EMI-caused EOS Sources in Automated Equipment

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How does EMI Turn Into EOS?

EMI-caused electrical overstress occurs when a device, such as an IC, is in a contact with grounded parts of a different potential which causes current through the device. While it is fairly easy to establish equipotential environment inside the tool at DC and at 50/60Hz, at high frequencies it becomes very difficult. One of the reasons for that is that at high frequencies conductors behave differently. Even a straight wire becomes an inductor with noticeable impedance and a phase shift.2,3 Metal parts that are not in physical contact can still conduct current because of parasitic capacitance between them. This creates unanticipated current paths and further phase shift. Actuators of robotic arms with associated wiring have substantial inductance and high capacitance to the tool's frame. The result is that high-frequency voltage on the robotic arms is not the same as on the tool's frame. This leads to a possibility of current through the devices.

VKraz-OnFILTER-Figure 6.jpgFigure 6: High-frequency current path through the device in pick-and-place.

While for DC and 50/60Hz metal-to-metal contact is required for current passage, at high frequencies parasitic capacitance offers low impedance to current even without physical contact. Consider as an example an IC suspended on a nozzle of a pick-and-place machine (or, similarly, an IC handler) as shown in Figure 6.

The silicon die of the IC and its leadframe form one plate of a capacitor and the nozzle forms another. Close proximity of these plates provides big enough capacitance and resulting low impedance between the IC and ground of the robotic arm.

The copper of PC Fab which may not be galvanically connected to the tool's grounded frame nevertheless forms even bigger capacitance with the tool's frame and other metal parts of the tool. 

Once the IC is placed on the copped pads of the PC Fab, the metal-to-metal final contact closes the circuit and the current now can flow. Strong current with high repetition rate is a viable cause of EOS.

VKraz-OnFILTER-Figure 7.jpgFigure 7: Current through the device in an IC handler.

Figure 7 depicts actual measurements made in an IC handler. The blue trace shows drive pulses of a servo motor; red trace - current through the device. As seen, current pulses are synchronized with the drive pulses. Other (non-synchronized) pulses are associated with other servo motors in the tool (there were total of 6).

It is important to note that these current pulses are continuous -they "hit" the device up to 20,000 times a second every second. This weakens the device structure and can cause latent damage which is more pronounced due to EOS than to ESD exposure4.

Not surprisingly, such current pulses weaken not only the device structure but the tool itself - just like dripping water often causes more damage than an occasional pour. The most wide-spread phenomenon is damage to ball-bearings of servo and variable frequency motors5. Figure 8 shows typical damage to the bearings from ground transient pulses caused by EMI. If such damage occurs to hardened steel, what would it do to small silicon structures of the devices?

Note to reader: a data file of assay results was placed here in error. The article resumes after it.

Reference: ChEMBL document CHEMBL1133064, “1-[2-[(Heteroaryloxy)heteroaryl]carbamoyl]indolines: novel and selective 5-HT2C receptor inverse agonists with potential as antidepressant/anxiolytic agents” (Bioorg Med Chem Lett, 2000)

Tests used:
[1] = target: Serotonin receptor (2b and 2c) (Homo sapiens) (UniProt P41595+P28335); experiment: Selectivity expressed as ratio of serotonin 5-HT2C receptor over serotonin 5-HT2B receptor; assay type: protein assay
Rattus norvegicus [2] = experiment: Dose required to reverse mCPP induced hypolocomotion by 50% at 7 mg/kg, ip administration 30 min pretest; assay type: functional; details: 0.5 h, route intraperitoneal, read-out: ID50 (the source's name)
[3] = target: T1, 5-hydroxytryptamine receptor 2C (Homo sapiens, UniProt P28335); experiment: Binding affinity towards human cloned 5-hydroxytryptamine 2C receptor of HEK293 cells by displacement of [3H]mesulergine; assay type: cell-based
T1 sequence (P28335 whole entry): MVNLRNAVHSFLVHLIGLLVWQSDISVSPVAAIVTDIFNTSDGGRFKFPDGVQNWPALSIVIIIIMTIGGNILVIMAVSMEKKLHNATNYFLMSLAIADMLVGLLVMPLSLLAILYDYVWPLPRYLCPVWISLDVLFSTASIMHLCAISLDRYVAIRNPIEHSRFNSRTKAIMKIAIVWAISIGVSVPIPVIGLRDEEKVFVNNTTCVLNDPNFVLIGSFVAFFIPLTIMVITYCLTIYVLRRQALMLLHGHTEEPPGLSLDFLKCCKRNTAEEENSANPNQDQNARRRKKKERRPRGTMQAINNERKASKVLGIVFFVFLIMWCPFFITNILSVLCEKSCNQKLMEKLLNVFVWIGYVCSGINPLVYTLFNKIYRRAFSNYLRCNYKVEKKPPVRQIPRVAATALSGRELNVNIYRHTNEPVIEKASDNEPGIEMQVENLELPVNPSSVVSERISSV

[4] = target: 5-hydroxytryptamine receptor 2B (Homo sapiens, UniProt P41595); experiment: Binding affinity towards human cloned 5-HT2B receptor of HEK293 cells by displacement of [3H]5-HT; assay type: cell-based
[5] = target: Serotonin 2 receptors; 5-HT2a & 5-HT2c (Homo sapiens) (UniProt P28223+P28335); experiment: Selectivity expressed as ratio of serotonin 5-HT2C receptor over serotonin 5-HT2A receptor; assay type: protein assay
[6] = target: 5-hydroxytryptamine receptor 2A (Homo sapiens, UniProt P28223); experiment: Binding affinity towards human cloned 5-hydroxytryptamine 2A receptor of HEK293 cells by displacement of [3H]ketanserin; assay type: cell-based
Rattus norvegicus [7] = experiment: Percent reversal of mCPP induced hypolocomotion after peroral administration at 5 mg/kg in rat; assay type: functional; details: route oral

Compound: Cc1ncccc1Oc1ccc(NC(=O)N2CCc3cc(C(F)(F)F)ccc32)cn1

VKraz-OnFILTER-Figure 8.jpgFigure 8: Damage to bearings due to high-frequency currents6.

Places of Likely EMI-Caused EOS Exposure

Every place in automated equipment where there is a metal-to-metal contact is a possible source of EMI-caused EOS. Among the tools liable to produce such exposure are:

PCB Assembly

  • Pick-and-place tools
  • Lead formers
  • Lead trimmers
  • Wave soldering
  • Testers

Device/IC Manufacturing

  • IC handlers
  • Wire bonders
  • Singulators
  • Lead formers
  • Testers

Acceptable EOS Limits

How would a responsible specialist assess current EMI levels in the tool and how would he specify the "safe" limits? The only document today that specifies maximum acceptable EOS levels in PCB assembly is IPC-A-610-E7. In its section 3.1.1 it states that " equipment must never generate spikes greater than 0.3 volt." For semiconductor device manufacturing ITRS (International Technology Roadmap for Semiconductors - www.ITRS.net) in its Factory Integration Tables8 recommends essentially the same levels today and even lower levels for the near future.

Once your factory has conducted an EMI audit of its tools it would become clear where EMI needs to be mitigated and to what levels.

Other Effects of EMI in Manufacturing

Besides causing electrical overstress noise on power lines (AC and DC) and ground infiltrates data lines. The most frequent result is errors in test. It is not uncommon to test the same board or the device several times until it passes. While such problems are not fatal, they reduce productivity and may lead to a bad board erroneously passing the test and be shipped to a customer.


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